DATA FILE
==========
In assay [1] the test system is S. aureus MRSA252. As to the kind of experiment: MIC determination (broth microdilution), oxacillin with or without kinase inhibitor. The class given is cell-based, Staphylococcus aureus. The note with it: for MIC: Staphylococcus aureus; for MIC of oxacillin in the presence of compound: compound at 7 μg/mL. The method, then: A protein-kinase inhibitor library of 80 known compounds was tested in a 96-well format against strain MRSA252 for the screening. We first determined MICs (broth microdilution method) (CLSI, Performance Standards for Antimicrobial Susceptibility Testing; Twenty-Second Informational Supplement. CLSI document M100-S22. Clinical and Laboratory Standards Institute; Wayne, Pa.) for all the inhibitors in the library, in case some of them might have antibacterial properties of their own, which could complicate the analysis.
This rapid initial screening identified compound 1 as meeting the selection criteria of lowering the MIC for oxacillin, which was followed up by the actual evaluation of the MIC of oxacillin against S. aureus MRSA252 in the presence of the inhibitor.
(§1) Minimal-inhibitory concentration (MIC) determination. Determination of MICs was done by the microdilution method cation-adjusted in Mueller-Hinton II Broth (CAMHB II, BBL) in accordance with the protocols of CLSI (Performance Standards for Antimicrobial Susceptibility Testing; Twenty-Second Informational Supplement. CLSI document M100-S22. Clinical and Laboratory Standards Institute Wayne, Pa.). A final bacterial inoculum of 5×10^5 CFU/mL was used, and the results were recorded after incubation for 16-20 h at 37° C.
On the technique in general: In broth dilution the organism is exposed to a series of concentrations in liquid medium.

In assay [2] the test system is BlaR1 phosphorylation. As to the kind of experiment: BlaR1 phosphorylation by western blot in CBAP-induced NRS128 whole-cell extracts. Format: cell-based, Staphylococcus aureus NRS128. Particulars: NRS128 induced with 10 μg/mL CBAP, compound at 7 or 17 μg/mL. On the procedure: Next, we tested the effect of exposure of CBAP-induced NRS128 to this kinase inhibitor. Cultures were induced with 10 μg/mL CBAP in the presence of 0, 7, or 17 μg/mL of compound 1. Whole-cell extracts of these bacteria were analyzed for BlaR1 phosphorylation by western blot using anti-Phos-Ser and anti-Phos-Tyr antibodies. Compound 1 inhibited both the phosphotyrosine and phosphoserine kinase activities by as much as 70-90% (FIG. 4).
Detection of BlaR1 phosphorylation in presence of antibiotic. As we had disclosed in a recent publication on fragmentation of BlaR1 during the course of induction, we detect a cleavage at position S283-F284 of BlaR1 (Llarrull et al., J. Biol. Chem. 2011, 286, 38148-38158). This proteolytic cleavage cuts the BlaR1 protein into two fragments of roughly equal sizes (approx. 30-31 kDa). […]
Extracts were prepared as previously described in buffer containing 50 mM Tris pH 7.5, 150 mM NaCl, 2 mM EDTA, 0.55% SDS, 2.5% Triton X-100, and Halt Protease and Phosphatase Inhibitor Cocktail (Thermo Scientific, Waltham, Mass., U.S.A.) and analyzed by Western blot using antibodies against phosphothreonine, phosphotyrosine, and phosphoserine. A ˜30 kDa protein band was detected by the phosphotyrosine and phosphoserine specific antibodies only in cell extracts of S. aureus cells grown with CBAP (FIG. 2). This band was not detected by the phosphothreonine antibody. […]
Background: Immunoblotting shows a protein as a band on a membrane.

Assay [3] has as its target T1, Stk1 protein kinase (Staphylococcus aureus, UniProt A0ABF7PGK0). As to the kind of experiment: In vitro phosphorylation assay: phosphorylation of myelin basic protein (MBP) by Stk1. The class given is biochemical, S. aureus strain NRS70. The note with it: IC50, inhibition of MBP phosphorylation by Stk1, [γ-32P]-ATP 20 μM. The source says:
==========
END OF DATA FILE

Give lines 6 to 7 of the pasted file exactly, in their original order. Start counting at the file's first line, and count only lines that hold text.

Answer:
Detection of BlaR1 phosphorylation in presence of antibiotic. As we had disclosed in a recent publication on fragmentation of BlaR1 during the course of induction, we detect a cleavage at position S283-F284 of BlaR1 (Llarrull et al., J. Biol. Chem. 2011, 286, 38148-38158). This proteolytic cleavage cuts the BlaR1 protein into two fragments of roughly equal sizes (approx. 30-31 kDa). […]
Extracts were prepared as previously described in buffer containing 50 mM Tris pH 7.5, 150 mM NaCl, 2 mM EDTA, 0.55% SDS, 2.5% Triton X-100, and Halt Protease and Phosphatase Inhibitor Cocktail (Thermo Scientific, Waltham, Mass., U.S.A.) and analyzed by Western blot using antibodies against phosphothreonine, phosphotyrosine, and phosphoserine. A ˜30 kDa protein band was detected by the phosphotyrosine and phosphoserine specific antibodies only in cell extracts of S. aureus cells grown with CBAP (FIG. 2). This band was not detected by the phosphothreonine antibody. […]